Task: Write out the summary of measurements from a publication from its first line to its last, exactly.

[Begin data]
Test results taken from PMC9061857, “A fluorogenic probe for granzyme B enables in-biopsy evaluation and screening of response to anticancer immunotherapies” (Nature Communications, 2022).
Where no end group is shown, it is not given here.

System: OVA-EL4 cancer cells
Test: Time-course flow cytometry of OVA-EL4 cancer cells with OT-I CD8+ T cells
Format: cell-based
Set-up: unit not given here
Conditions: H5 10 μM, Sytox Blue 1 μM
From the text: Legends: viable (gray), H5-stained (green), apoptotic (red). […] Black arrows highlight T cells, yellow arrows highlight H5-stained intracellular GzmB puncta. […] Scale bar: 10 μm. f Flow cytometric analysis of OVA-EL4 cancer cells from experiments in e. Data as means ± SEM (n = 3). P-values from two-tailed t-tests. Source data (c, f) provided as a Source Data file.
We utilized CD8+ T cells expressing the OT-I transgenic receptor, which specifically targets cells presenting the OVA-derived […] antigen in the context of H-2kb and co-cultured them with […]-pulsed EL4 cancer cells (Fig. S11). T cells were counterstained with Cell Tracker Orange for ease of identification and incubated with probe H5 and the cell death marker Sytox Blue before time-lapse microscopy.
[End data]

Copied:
Test results taken from PMC9061857, “A fluorogenic probe for granzyme B enables in-biopsy evaluation and screening of response to anticancer immunotherapies” (Nature Communications, 2022).
Where no end group is shown, it is not given here.

System: OVA-EL4 cancer cells
Test: Time-course flow cytometry of OVA-EL4 cancer cells with OT-I CD8+ T cells
Format: cell-based
Set-up: unit not given here
Conditions: H5 10 μM, Sytox Blue 1 μM
From the text: Legends: viable (gray), H5-stained (green), apoptotic (red). […] Black arrows highlight T cells, yellow arrows highlight H5-stained intracellular GzmB puncta. […] Scale bar: 10 μm. f Flow cytometric analysis of OVA-EL4 cancer cells from experiments in e. Data as means ± SEM (n = 3). P-values from two-tailed t-tests. Source data (c, f) provided as a Source Data file.
We utilized CD8+ T cells expressing the OT-I transgenic receptor, which specifically targets cells presenting the OVA-derived […] antigen in the context of H-2kb and co-cultured them with […]-pulsed EL4 cancer cells (Fig. S11). T cells were counterstained with Cell Tracker Orange for ease of identification and incubated with probe H5 and the cell death marker Sytox Blue before time-lapse microscopy.